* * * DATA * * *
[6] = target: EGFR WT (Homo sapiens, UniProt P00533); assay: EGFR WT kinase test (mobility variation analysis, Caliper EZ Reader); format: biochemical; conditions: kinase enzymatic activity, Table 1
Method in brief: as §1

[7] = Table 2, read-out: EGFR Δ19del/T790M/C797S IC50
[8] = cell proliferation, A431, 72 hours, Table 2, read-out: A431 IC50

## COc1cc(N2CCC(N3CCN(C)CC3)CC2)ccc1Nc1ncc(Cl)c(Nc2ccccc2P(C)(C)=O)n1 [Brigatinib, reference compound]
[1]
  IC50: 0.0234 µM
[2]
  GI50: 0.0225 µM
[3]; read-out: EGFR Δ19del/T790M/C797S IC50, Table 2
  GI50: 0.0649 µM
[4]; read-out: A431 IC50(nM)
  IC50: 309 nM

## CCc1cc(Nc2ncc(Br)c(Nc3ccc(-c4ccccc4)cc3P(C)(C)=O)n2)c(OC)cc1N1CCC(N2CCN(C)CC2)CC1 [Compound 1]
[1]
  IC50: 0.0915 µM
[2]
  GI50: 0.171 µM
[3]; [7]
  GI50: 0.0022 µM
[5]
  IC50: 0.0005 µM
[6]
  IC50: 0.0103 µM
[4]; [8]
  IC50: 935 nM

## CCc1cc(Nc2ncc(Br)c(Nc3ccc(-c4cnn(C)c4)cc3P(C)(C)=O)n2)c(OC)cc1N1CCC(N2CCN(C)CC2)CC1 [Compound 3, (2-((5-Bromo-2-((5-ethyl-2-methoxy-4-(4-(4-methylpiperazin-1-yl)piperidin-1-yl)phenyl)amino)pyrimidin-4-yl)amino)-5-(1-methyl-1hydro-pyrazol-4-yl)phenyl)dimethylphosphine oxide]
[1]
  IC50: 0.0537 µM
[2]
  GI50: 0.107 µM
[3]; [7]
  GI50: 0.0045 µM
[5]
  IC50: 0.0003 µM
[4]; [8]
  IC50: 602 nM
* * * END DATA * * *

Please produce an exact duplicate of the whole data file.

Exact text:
[6] = target: EGFR WT (Homo sapiens, UniProt P00533); assay: EGFR WT kinase test (mobility variation analysis, Caliper EZ Reader); format: biochemical; conditions: kinase enzymatic activity, Table 1
Method in brief: as §1

[7] = Table 2, read-out: EGFR Δ19del/T790M/C797S IC50
[8] = cell proliferation, A431, 72 hours, Table 2, read-out: A431 IC50

## COc1cc(N2CCC(N3CCN(C)CC3)CC2)ccc1Nc1ncc(Cl)c(Nc2ccccc2P(C)(C)=O)n1 [Brigatinib, reference compound]
[1]
  IC50: 0.0234 µM
[2]
  GI50: 0.0225 µM
[3]; read-out: EGFR Δ19del/T790M/C797S IC50, Table 2
  GI50: 0.0649 µM
[4]; read-out: A431 IC50(nM)
  IC50: 309 nM

## CCc1cc(Nc2ncc(Br)c(Nc3ccc(-c4ccccc4)cc3P(C)(C)=O)n2)c(OC)cc1N1CCC(N2CCN(C)CC2)CC1 [Compound 1]
[1]
  IC50: 0.0915 µM
[2]
  GI50: 0.171 µM
[3]; [7]
  GI50: 0.0022 µM
[5]
  IC50: 0.0005 µM
[6]
  IC50: 0.0103 µM
[4]; [8]
  IC50: 935 nM

## CCc1cc(Nc2ncc(Br)c(Nc3ccc(-c4cnn(C)c4)cc3P(C)(C)=O)n2)c(OC)cc1N1CCC(N2CCN(C)CC2)CC1 [Compound 3, (2-((5-Bromo-2-((5-ethyl-2-methoxy-4-(4-(4-methylpiperazin-1-yl)piperidin-1-yl)phenyl)amino)pyrimidin-4-yl)amino)-5-(1-methyl-1hydro-pyrazol-4-yl)phenyl)dimethylphosphine oxide]
[1]
  IC50: 0.0537 µM
[2]
  GI50: 0.107 µM
[3]; [7]
  GI50: 0.0045 µM
[5]
  IC50: 0.0003 µM
[4]; [8]
  IC50: 602 nM